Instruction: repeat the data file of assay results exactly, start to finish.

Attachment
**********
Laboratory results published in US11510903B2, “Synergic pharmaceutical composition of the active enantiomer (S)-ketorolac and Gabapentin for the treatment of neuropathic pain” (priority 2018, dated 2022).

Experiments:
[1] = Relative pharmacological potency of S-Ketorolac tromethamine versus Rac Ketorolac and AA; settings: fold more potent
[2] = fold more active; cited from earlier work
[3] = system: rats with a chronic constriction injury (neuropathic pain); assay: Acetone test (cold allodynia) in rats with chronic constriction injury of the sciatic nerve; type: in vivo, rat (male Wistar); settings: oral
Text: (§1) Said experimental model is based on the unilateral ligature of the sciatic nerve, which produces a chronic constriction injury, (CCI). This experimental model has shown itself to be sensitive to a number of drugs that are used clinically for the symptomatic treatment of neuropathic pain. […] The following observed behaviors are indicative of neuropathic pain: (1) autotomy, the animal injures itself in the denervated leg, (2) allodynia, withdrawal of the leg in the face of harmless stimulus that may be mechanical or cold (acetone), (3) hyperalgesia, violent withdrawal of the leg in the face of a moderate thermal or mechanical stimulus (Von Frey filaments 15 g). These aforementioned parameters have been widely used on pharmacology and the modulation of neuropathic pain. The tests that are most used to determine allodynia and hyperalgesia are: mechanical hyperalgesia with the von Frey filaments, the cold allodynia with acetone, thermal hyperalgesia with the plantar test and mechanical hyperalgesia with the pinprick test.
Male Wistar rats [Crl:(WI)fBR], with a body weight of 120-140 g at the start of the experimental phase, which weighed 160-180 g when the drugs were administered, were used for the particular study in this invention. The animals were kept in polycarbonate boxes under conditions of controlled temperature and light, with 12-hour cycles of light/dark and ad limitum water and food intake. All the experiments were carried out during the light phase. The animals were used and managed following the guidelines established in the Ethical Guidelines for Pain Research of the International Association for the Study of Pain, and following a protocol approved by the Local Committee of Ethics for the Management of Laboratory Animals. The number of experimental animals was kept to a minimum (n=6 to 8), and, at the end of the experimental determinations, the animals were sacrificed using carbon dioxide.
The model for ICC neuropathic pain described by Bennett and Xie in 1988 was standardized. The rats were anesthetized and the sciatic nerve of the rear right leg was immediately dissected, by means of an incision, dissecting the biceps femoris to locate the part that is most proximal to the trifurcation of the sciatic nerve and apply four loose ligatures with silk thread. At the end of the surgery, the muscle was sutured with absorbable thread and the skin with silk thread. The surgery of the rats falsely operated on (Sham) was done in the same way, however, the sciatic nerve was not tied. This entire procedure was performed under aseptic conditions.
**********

Laboratory results published in US11510903B2, “Synergic pharmaceutical composition of the active enantiomer (S)-ketorolac and Gabapentin for the treatment of neuropathic pain” (priority 2018, dated 2022).

Experiments:
[1] = Relative pharmacological potency of S-Ketorolac tromethamine versus Rac Ketorolac and AA; settings: fold more potent
[2] = fold more active; cited from earlier work
[3] = system: rats with a chronic constriction injury (neuropathic pain); assay: Acetone test (cold allodynia) in rats with chronic constriction injury of the sciatic nerve; type: in vivo, rat (male Wistar); settings: oral
Text: (§1) Said experimental model is based on the unilateral ligature of the sciatic nerve, which produces a chronic constriction injury, (CCI). This experimental model has shown itself to be sensitive to a number of drugs that are used clinically for the symptomatic treatment of neuropathic pain. […] The following observed behaviors are indicative of neuropathic pain: (1) autotomy, the animal injures itself in the denervated leg, (2) allodynia, withdrawal of the leg in the face of harmless stimulus that may be mechanical or cold (acetone), (3) hyperalgesia, violent withdrawal of the leg in the face of a moderate thermal or mechanical stimulus (Von Frey filaments 15 g). These aforementioned parameters have been widely used on pharmacology and the modulation of neuropathic pain. The tests that are most used to determine allodynia and hyperalgesia are: mechanical hyperalgesia with the von Frey filaments, the cold allodynia with acetone, thermal hyperalgesia with the plantar test and mechanical hyperalgesia with the pinprick test.
Male Wistar rats [Crl:(WI)fBR], with a body weight of 120-140 g at the start of the experimental phase, which weighed 160-180 g when the drugs were administered, were used for the particular study in this invention. The animals were kept in polycarbonate boxes under conditions of controlled temperature and light, with 12-hour cycles of light/dark and ad limitum water and food intake. All the experiments were carried out during the light phase. The animals were used and managed following the guidelines established in the Ethical Guidelines for Pain Research of the International Association for the Study of Pain, and following a protocol approved by the Local Committee of Ethics for the Management of Laboratory Animals. The number of experimental animals was kept to a minimum (n=6 to 8), and, at the end of the experimental determinations, the animals were sacrificed using carbon dioxide.
The model for ICC neuropathic pain described by Bennett and Xie in 1988 was standardized. The rats were anesthetized and the sciatic nerve of the rear right leg was immediately dissected, by means of an incision, dissecting the biceps femoris to locate the part that is most proximal to the trifurcation of the sciatic nerve and apply four loose ligatures with silk thread. At the end of the surgery, the muscle was sutured with absorbable thread and the skin with silk thread. The surgery of the rats falsely operated on (Sham) was done in the same way, however, the sciatic nerve was not tied. This entire procedure was performed under aseptic conditions.